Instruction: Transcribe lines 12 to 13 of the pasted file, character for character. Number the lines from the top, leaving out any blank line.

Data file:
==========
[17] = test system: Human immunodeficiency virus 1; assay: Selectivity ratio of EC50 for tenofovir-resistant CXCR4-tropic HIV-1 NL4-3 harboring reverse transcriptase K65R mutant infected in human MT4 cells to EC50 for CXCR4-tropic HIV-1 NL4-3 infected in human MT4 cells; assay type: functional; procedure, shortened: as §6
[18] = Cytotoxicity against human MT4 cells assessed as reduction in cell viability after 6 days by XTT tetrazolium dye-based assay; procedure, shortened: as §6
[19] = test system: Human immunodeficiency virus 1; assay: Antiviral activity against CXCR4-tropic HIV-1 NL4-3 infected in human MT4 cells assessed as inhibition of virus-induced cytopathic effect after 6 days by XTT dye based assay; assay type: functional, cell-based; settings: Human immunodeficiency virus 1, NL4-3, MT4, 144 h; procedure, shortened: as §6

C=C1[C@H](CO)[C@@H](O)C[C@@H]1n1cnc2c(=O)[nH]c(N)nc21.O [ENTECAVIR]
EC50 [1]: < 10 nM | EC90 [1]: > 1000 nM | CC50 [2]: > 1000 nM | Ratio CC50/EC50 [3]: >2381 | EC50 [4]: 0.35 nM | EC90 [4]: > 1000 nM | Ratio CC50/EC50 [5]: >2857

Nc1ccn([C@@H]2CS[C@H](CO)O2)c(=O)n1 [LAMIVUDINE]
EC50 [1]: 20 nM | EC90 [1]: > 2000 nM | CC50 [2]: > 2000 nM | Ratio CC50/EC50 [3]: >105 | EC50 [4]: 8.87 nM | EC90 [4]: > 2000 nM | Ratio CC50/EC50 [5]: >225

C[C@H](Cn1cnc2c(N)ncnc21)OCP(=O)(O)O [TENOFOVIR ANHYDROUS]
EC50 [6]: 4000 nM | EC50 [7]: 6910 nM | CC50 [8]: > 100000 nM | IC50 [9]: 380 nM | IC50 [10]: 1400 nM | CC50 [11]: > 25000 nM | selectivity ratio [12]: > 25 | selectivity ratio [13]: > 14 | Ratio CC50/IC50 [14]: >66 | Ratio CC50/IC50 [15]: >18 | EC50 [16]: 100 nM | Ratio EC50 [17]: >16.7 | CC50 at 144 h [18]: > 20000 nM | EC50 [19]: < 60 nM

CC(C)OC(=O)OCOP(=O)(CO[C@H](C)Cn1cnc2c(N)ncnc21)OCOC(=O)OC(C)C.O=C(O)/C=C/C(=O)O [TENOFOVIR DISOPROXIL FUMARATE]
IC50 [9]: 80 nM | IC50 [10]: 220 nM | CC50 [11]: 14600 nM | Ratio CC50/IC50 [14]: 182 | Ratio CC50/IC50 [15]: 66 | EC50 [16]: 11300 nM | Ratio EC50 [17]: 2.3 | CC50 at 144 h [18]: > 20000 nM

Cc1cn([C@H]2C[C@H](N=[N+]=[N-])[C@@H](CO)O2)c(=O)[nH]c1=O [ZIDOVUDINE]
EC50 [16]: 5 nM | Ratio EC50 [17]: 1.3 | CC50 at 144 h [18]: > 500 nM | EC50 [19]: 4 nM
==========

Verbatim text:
Cc1cn([C@H]2C[C@H](N=[N+]=[N-])[C@@H](CO)O2)c(=O)[nH]c1=O [ZIDOVUDINE]
EC50 [16]: 5 nM | Ratio EC50 [17]: 1.3 | CC50 at 144 h [18]: > 500 nM | EC50 [19]: 4 nM